Written by Bill Batchelor
The emergence of the modern food system around the turn of the 20th century was critical in the massive urbanization of people and the tremendous expansion of economic activity that would soon follow. Prior to that time, most people lived in rural areas and worked in food production. A large proportion of the U.S. population was required to produce the food we consumed. But as scientific and engineering advancements in agriculture led to more efficient food production, labor was freed up to develop and work in companies producing a vast array of goods and services around the world. As a result, in developed countries today, less than 7 percent of the population is needed to produce food for the remaining 93 percent – an amazing tribute to our modern food system.
Written by Bill Hardgrave
Imagine pointing your smart phone at a head of lettuce in the grocery store and having the phone tell you what farm the lettuce came from and that the produce arrived in the grocery store three days ago. What if your phone could even tell you what temperatures the lettuce was exposed to in transit?
Would you pay extra for that lettuce? You bet I would.
This scenario might sound like science fiction, but the technology already exists. It’s called Radio Frequency Identification (RFID), the technology already used by some retailers for inventory control. One employee is able to wave a handheld device, reading the RFID tags on thousands of items and updating the inventory in a few minutes. Or fixed readers located on either side of a dock door can do the same job without human intervention.
Written by Karen Hunley
Dr. Jean Weese says she never thought she would have three college degrees and a plethora of highly regarded research and outreach experience under her belt. In fact, as a teenager, she might have laughed if someone said she would someday have a Ph.D. in food science.
Growing up on a Kentucky farm, Weese says she had always been interested in food, but she was also from a low-literacy community, and neither of her parents graduated from high school. She says she didn’t think college was an option, but her father valued education a great deal and was adamant that she reach her full potential.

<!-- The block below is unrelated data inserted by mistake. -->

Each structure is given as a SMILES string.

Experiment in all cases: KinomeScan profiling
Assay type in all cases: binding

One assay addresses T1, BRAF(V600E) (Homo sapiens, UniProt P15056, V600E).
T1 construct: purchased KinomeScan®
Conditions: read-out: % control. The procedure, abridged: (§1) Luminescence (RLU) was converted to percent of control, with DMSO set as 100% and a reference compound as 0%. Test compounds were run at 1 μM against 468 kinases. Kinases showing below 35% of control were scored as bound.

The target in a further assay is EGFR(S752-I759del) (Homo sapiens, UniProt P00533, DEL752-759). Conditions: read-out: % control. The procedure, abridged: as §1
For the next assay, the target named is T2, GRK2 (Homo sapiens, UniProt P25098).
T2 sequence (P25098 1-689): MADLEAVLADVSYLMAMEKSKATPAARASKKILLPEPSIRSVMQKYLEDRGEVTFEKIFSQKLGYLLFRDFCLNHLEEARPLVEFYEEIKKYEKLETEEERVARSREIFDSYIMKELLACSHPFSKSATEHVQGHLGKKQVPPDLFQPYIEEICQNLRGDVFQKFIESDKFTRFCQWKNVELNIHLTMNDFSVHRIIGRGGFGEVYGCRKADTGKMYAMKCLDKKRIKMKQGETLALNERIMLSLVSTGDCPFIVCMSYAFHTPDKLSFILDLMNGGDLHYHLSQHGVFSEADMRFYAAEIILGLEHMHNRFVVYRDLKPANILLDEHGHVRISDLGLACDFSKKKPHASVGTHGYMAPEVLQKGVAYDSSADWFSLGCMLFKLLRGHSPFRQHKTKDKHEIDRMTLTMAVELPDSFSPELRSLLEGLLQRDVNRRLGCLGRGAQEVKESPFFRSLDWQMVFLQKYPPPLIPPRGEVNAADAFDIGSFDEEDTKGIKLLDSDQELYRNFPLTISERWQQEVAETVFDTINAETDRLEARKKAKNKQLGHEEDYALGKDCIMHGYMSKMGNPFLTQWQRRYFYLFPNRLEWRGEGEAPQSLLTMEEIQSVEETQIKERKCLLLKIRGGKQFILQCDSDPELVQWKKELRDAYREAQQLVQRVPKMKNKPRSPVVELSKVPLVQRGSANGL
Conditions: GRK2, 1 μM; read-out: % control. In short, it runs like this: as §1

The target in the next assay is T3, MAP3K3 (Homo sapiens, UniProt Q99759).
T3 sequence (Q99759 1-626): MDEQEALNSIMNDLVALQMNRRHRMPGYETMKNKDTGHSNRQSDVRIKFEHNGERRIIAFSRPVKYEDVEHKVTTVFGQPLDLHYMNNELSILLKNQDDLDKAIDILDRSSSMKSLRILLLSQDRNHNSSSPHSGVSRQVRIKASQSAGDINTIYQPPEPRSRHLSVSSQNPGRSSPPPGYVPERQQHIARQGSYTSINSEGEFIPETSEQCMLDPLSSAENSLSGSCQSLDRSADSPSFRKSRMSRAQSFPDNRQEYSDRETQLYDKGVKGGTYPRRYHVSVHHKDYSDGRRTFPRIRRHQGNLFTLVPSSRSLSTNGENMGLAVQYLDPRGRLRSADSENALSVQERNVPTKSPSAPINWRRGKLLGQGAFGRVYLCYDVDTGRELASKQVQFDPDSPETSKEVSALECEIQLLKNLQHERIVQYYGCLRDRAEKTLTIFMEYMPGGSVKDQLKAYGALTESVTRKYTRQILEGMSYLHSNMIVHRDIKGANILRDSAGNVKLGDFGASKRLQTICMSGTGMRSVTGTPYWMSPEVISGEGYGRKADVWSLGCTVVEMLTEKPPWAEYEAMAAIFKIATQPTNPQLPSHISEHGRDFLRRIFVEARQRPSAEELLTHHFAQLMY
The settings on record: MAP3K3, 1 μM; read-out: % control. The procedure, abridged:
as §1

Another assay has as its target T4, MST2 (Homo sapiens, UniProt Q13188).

“I knew about food. Everything we ate, we grew, and we learned about slaughtering,” Weese says. “It was all very interesting to me even at that time, not realizing that it would be my career.”
One measure of a land-grant university’s success is the impact it has on people throughout its state. The Underwoods, from Baldwin County, Alabama, are leaders in the pecan industry and credit Auburn for significant contributions to their success.
Gary Underwood grew up in a pecan orchard near Foley, helping his parents, Vaughn and Marcline, take care of the family pecan orchard, a task he continues today. Later he gained experience in the pecan nursery business while working with his uncle, Bill Underwood. Today, Gary and his wife, Billie Jo, are a farm family living in Summerdale and are extensively involved with the pecan industry. They have their own pecan orchard and a pecan and fruit nursery business. They assist with the family retail marketing of pecans. Billie Jo, a certified public accountant, helps with the business management. Sister-in-law Amanda Underwood runs the retail side of the business. Gary Underwood is a national leader in the industry.
Written by Sean Forbes
Building upon the history of Alabama agriculture to sustain its citizens, the Outdoor Classroom Project establishes infrastructure and instructional support to simultaneously address local needs for school improvement via service-learning efforts in public schools gardens.